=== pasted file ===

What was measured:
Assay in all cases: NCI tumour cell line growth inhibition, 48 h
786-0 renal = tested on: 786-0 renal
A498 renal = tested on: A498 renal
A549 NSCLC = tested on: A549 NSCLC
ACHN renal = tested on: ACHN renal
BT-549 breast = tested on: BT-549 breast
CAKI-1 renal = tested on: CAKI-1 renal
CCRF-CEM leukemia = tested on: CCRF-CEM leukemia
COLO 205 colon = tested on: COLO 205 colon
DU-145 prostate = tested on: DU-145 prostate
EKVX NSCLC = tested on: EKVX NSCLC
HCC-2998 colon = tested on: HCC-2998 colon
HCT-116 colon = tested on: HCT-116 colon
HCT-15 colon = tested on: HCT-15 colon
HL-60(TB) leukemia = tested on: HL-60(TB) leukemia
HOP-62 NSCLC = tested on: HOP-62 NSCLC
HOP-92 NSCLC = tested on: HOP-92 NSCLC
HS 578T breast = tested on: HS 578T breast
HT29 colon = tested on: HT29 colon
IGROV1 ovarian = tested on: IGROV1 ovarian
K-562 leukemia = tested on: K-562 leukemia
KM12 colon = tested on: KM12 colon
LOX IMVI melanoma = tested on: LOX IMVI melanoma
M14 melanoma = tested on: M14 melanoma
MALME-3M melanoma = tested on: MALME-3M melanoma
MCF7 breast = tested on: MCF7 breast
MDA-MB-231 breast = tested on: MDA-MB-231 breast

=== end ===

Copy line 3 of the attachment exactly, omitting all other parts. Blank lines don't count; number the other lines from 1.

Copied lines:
786-0 renal = tested on: 786-0 renal